These conversations continue throughout the purchase process and even post-purchase as buyers become recommenders and brand advocates.

Foster a Community

Use your social media conversations to create a thriving community around your brand. As the community grows, members will help you with peer-to-peer interactions that support your brand position and move others along the decision journey.

When new members arrive, they’ll be welcomed not just by your formal communications, but by the warmth of a community that transfers trust and credibility to your brand.

You can foster these interactions by:

  • Asking members of your social network to share their best practices, success stories, and case studies about your brand.
  • Recording video featuring customers at various stages of the customer journey, and showcasing how you helped them through.
  • Creating a customer-only newsletter to keep them engaged and remind them of your brand over and over again.
  • Using social media to introduce your customers and prospects to private or invitation-only communities where they can share freely. You can use third-party platforms (like private groups on Linkedin or Facebook) or better yet set up a membership site on your own domain.
  • Promoting customers on social media and highlighting their use of your products or services.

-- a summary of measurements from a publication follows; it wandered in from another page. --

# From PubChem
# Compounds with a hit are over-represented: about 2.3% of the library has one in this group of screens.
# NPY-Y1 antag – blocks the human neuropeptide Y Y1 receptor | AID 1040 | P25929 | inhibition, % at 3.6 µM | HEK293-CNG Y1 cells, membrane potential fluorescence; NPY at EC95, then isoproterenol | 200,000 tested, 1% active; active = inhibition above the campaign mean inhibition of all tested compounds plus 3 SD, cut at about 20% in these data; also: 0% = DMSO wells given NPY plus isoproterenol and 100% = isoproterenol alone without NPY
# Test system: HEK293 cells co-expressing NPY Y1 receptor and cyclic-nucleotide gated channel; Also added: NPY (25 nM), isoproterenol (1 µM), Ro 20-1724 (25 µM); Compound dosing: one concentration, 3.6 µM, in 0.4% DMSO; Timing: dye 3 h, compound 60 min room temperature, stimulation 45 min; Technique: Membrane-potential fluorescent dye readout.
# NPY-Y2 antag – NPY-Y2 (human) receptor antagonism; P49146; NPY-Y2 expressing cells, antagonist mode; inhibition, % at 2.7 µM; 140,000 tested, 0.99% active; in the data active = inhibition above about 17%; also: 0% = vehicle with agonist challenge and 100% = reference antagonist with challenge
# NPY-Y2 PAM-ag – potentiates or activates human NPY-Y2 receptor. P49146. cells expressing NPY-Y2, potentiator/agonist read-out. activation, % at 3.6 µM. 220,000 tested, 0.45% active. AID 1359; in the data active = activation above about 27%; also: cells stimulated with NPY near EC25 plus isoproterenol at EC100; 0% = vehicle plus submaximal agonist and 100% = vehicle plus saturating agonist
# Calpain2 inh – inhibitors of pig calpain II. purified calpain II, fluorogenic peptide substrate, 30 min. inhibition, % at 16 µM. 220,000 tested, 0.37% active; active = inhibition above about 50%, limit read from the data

While spreading out to more channels and methods is always a good idea for marketing diversification is always a good idea, keeping it consolidated is also essential to keep things under control. Solutions like Beacons ai and Stan Store can help you manage your channels and link all of them from a single page.

Include Your Whole Company

To maximize the impact of social media at every step of your customer journey, don’t limit your efforts to just the social media team. Instead, involve employees from a variety of customer-facing roles.

Sales, marketing, product managers, and service staff should all understand what messaging works best for each phase. Teach employees how to embed these messages in their social conversations, and encourage them to do so as they connect with prospects.

Public representatives of your company should also be part of your social media marketing. Don’t forget: People connect to people, so personal brands behind your business may build a following faster and easier than your official business pages.

Encourage your executives to be active on social media, reinforcing your brand’s message and educating your target audience on how your company can help solve their problems. Rand Fishkin is a great example of a leader who uses his personal brand to promote a business he co-founded. Hari Ravichandra is another startup founder who constantly adds context to his product and raises awareness about the problems his business is solving.

These are great examples of leaders who utilize social media platforms to promote their companies and engage with the target audience.

Social media is an excellent tool to help buyers find their way, giving you insight and feedback through observation (social listening) as well as direct engagement. Once your team is trained on how social fits into the customer journey, don’t hesitate to be your buyer’s guide.

Image by Joshua Woroniecki from Pixabay